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HD VMD

March 4, 2010

Sears accepting Samsung 3D TV pre-orders

samsung-sears-3d.jpgSears is accepting pre-orders for Samsung's new 3D HDTVs in an attempt to associate its name with the new home theater technology in the consumer consciousness. The 46-inch UN46C7000WFXZA and 55-inch UN55C7000WFXZA will be the first to ship this month and pre-orders are available from the Sears website. The company also has a message indicating that Samsung's 3D Blu-ray players and 3D glasses will be shipping soon as well.

The retailer will provide consumer education online and in stores regarding 3D home theater technology, not surprisingly with a focus on price. Most of us in the consumer world are already convinced we won't be able to afford nascent 3D home theater technology. The 46- and 55-inch sets will sell for $2600 and $3300, respectively, and while the pricing is expensive, it's also cheaper than I expected.

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Justin Davey at Permalink | Comments (0) | social bookmarking

March 11, 2008

HD VMD: Poor Man's Blu-ray

hd-vmd-masses.jpgWe first introduced you to HD VMD during CES 2008 back near the beginning of January. We didn't give the HD format much thought at the time as the HD DVD/Blu-ray battle was reaching its climax, but the creation from New Medium Enterprises has resurfaced. The company stated yesterday in the New York Times that they're confident they'll find a market niche now that HD DVD is dead as their product is equivalent in quality to Blu-ray, but much cheaper.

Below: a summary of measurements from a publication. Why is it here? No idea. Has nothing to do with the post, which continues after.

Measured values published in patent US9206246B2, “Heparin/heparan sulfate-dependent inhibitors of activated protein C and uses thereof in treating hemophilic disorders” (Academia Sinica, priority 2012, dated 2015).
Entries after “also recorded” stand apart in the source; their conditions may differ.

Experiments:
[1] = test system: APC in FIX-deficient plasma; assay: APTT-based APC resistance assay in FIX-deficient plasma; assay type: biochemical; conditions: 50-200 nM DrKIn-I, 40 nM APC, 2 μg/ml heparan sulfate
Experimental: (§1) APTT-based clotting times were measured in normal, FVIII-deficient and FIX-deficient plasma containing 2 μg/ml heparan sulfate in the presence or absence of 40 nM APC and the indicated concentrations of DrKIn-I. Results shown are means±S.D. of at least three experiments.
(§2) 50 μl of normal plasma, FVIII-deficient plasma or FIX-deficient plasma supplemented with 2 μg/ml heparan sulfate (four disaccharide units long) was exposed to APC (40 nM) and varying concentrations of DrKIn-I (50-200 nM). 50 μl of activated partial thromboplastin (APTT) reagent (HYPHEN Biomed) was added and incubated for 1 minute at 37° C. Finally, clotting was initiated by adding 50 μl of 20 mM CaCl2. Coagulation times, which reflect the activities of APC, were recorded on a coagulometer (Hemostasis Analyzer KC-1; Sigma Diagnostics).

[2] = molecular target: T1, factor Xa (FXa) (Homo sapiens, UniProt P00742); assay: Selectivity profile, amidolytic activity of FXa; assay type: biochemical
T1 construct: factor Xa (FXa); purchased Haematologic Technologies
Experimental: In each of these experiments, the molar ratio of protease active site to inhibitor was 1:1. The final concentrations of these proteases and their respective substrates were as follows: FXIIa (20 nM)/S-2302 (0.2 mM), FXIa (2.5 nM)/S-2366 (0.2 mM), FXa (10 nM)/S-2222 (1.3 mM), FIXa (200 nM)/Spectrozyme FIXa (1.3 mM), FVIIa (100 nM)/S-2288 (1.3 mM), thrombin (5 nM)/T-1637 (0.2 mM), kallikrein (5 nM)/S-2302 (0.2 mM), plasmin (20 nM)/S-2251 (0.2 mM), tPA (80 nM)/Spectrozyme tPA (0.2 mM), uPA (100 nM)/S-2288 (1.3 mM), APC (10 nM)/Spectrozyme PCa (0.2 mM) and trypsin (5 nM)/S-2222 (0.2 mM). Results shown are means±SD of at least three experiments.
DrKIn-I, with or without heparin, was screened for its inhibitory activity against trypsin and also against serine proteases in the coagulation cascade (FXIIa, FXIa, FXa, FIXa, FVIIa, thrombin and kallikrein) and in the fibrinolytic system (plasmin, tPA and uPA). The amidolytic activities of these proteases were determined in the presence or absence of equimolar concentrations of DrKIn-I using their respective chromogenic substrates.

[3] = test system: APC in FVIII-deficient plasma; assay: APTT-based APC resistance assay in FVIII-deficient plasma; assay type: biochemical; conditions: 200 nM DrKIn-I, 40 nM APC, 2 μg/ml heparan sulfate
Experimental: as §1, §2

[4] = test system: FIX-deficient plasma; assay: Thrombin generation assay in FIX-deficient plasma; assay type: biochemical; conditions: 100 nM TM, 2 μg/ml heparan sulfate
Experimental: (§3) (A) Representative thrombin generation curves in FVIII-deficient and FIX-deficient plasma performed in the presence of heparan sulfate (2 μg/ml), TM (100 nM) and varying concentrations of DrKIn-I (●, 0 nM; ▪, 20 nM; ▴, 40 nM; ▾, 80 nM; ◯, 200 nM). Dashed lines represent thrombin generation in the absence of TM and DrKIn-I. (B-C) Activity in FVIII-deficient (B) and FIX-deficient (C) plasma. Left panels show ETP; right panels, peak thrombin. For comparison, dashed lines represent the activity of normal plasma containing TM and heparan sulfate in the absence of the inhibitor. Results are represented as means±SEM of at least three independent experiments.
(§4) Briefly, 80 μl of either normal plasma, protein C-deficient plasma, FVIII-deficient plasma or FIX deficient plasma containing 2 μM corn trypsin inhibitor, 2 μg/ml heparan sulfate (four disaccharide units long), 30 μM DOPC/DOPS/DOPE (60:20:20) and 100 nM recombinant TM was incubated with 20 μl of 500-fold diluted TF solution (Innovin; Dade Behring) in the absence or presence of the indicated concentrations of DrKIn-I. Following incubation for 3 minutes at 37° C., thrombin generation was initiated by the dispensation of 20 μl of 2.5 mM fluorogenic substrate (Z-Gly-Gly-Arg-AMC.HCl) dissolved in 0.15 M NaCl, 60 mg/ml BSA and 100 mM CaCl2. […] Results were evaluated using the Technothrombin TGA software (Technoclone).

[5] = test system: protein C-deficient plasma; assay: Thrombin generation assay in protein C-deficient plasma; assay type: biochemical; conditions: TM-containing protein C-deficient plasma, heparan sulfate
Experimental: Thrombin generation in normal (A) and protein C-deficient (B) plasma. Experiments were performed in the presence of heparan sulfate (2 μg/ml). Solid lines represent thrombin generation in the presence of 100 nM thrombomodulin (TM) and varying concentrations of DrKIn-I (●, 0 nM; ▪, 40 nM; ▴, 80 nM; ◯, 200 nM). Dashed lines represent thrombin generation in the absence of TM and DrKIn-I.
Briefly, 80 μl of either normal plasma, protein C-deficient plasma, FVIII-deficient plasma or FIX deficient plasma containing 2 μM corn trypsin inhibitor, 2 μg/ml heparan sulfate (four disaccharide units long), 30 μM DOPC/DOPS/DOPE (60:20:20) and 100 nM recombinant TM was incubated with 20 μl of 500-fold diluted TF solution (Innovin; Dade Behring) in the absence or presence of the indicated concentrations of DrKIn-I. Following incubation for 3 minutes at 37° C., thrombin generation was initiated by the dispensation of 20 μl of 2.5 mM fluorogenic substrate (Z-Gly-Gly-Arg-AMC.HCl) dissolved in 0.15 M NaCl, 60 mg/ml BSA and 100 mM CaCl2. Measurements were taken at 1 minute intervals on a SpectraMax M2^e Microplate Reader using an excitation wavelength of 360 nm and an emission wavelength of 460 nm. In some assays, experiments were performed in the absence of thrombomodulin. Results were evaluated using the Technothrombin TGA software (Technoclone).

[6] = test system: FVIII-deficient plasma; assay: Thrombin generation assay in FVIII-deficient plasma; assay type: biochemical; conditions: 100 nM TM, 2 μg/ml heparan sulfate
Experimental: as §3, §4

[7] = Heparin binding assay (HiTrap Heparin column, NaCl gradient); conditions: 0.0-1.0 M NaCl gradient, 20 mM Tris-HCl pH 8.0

The company looks to be targeting those with less disposable income in the US, but expects to find more demand overseas in Australia, China, India, Central Europe, Russia and Scandinavia. They claim that they won't rekindle the format war, but Blu-ray scoffs at their attempt at moving into the HD disc market with pricing promotion. "When you mass produce blue lasers in large quantities, hardware costs will absolutely come down," Mr. Parsons said. "I'm sure we'll eventually be able to charge $90 for a Blu-ray player. "When you mass produce blue lasers in large quantities, hardware costs will absolutely come down," Blu-ray Disc Association chairman Andy Parsons said. "I'm sure we'll eventually be able to charge $90 for a Blu-ray player."

One major problem faced by HD VMD so far is actually finding studios that'll print movie titles on the new format. So far only 17 titles are available in the US via the New Medium Enterprises online store, and pretty much all of them are little-known independent titles. None of the major studios have commented on any intention to release titles on HD VMD.

HD VMD uses the red-lasers used in standard definition DVD players, while Blu-ray players use the more expensive blue-lasers. The disc is multi-layered allowing for more storage space, while a standard DVD only features a single layer.

Justin Davey at Permalink | Comments (0) | social bookmarking


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